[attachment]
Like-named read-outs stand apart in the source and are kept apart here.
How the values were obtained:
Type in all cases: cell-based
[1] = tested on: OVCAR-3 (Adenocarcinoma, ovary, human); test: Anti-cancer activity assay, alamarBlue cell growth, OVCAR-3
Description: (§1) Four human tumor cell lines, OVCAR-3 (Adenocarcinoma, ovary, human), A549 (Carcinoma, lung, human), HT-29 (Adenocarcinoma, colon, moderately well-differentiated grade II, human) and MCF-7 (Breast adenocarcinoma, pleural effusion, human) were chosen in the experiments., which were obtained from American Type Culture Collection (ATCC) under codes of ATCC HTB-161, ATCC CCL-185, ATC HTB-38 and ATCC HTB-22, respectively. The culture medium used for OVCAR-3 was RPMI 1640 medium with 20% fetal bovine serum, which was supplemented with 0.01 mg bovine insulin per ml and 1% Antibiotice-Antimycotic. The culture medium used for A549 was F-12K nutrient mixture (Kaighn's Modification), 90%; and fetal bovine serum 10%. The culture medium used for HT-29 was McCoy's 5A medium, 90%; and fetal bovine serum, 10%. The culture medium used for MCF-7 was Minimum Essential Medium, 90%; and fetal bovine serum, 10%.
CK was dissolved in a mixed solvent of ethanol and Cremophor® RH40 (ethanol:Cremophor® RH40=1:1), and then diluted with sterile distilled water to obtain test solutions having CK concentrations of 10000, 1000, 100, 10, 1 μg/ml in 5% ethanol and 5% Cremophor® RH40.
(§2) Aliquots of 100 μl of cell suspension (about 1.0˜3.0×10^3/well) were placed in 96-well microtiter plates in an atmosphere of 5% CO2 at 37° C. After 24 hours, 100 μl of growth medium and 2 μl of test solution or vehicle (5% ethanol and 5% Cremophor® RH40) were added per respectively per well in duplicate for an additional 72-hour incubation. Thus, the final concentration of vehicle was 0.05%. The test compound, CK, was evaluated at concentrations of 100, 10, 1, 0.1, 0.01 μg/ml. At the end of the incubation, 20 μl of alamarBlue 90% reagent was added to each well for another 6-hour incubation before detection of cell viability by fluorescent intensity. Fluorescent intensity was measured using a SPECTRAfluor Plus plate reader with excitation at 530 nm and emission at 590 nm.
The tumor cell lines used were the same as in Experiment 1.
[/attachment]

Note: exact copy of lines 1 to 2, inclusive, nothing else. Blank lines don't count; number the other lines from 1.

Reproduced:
Like-named read-outs stand apart in the source and are kept apart here.
How the values were obtained: